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Full Version: Help With Value Assignment in Inks (Comics)
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I'm working on the fundamentals of lighting, currently working through How to Render where Robertson emphasizes the importance of a 1-2-3 read in all renders. I understand a comic is far from a singular render, but I'm confused by some of the value decisions made in otherwise god-tier artwork.

Here are three examples of what's confusing me in Buscema/Alcada's Sword of Conan:

[Image: JVsQJhJ.jpg]

[Image: DJRp33h.jpg]

[Image: XCK88by.jpg]

If anyone could provide me technical insight in how these decisions are made. I am trying to apply what I'm learning about value and lighting to inking comics but can't understand the logic of light here.
Is it masterful rule bending for visual communication? If so, what axioms and principles could I identify at work there to replicate and apply? I really would like to add more values via the brush and economical hatching but don't understand many value decisions like those above.

Thanks everybody. 
You are looking at a black and white image how is that 1-2-3 read a 1-2-3 read imply 3 value as far as i understand the concept.I think if you want to understand black and white better you need to study something call notan which is a field about how to group value together.

Also you have to understand that artistic decision on lighting is a very common thing when you are directing the eye.Not everything is tied to realism but it can be motivated by storytelling.One thing for the bounce light is that bounce light is determine by what around the object and how much that object plane is facing toward either the shadow side or the light.The more that face is facing the light the more bounce light the less it face the light side the less bounce also the light intensity and the material can affect the bounce.One other thing is that multiple surface can be bouncing at the same time resulting in some area with more bounce light.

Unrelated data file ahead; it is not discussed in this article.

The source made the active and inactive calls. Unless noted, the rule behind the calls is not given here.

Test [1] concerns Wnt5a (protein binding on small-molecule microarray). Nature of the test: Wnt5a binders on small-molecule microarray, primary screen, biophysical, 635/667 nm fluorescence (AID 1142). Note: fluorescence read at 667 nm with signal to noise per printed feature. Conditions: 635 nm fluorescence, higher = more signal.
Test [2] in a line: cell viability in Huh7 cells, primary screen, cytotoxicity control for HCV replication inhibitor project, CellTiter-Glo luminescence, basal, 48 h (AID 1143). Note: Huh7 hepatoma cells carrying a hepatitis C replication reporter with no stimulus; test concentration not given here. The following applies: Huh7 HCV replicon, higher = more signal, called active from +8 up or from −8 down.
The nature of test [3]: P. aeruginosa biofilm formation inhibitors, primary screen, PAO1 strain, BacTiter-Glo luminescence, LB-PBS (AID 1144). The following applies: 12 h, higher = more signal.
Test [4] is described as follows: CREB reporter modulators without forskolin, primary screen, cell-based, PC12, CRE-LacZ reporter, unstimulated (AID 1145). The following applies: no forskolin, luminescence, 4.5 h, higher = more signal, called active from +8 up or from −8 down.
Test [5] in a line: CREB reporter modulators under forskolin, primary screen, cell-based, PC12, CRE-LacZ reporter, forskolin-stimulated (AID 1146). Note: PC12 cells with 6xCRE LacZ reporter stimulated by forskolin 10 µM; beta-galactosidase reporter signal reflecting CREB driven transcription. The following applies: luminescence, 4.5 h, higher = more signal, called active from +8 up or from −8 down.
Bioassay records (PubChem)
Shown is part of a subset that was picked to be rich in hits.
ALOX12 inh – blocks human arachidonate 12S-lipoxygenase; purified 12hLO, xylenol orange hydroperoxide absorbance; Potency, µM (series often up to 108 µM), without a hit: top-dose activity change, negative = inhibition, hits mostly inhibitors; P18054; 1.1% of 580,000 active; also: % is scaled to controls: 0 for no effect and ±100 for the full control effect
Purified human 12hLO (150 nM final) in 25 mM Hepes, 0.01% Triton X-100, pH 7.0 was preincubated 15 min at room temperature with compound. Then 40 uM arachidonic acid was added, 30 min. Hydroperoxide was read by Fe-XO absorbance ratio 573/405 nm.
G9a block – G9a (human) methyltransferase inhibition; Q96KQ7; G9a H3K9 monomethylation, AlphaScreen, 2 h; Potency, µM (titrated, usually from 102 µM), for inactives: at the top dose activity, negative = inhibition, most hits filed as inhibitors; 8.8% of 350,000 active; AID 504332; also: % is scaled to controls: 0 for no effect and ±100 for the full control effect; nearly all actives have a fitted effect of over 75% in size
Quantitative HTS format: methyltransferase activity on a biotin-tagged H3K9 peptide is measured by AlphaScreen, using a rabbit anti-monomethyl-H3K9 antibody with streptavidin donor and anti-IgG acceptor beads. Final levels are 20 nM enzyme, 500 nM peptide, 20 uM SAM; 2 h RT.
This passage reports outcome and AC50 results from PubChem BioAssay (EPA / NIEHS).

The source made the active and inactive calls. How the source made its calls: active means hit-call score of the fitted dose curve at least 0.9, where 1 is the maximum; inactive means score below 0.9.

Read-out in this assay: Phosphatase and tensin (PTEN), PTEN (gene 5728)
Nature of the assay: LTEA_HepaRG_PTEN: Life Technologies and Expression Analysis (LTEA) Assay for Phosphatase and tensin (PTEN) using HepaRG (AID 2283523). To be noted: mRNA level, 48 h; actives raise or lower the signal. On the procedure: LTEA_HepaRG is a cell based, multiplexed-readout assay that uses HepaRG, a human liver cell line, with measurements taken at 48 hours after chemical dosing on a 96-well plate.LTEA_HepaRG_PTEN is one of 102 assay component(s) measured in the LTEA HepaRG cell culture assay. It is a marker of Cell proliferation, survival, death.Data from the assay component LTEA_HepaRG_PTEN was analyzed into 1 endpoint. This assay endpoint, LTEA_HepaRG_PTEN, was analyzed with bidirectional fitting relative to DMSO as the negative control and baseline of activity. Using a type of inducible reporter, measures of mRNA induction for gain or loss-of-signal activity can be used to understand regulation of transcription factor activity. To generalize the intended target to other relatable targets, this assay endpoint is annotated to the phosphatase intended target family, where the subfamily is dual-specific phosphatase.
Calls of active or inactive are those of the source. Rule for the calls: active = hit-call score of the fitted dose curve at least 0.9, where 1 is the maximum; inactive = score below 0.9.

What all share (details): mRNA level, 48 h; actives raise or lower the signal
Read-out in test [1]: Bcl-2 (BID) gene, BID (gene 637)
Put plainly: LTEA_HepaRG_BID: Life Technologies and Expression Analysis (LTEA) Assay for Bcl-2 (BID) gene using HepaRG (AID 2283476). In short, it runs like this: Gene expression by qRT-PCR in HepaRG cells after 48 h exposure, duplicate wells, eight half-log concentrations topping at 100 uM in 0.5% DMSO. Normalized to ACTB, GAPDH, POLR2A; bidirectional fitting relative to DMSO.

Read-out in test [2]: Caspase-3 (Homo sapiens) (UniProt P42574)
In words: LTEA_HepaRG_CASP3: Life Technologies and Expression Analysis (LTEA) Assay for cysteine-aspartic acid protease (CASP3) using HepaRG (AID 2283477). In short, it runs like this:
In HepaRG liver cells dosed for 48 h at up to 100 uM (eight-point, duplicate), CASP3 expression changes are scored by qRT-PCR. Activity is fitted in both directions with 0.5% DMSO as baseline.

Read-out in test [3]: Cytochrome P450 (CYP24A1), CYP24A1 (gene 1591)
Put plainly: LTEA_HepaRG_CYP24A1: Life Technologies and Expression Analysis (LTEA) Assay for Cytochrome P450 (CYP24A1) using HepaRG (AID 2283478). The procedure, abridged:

One other thing when we talk about comic is that you need to think about how to create texture with limited value.

You can't necessary understand the thought behind decision if you don't limit yourself to the value they have because you aren't forcing yourself to think in the way they do.Also you need to have the full understanding of the propriety of light to make the best of what you have.
These are good questions. The things you've picked out are indeed not really logically correct in the naturalistic sense. Like in second example, why isn't his calf in shadow? It should be if it were realistic, but in this style of art there is a lot of liberty taken with that kind of consistency for a few reasons. The lines and blocks of shadow themselves are compositional devices that, you know can be manipulated for artistic reasons. In other words, the shading is for decoration, much more than in a technical render like you mind find in Scott Robertson's work. Also some of these odd things are done to emphasize the form within the limits of just black and white. The camel for instance, the lighting honestly makes no sense, but it does really emphasize the form of it, and gives a certain effect visually, which it wouldn't have if it was realistic. So I think it's a give and take. The artist gives up access to certain effects that you find in naturalistic drawing, but gains others.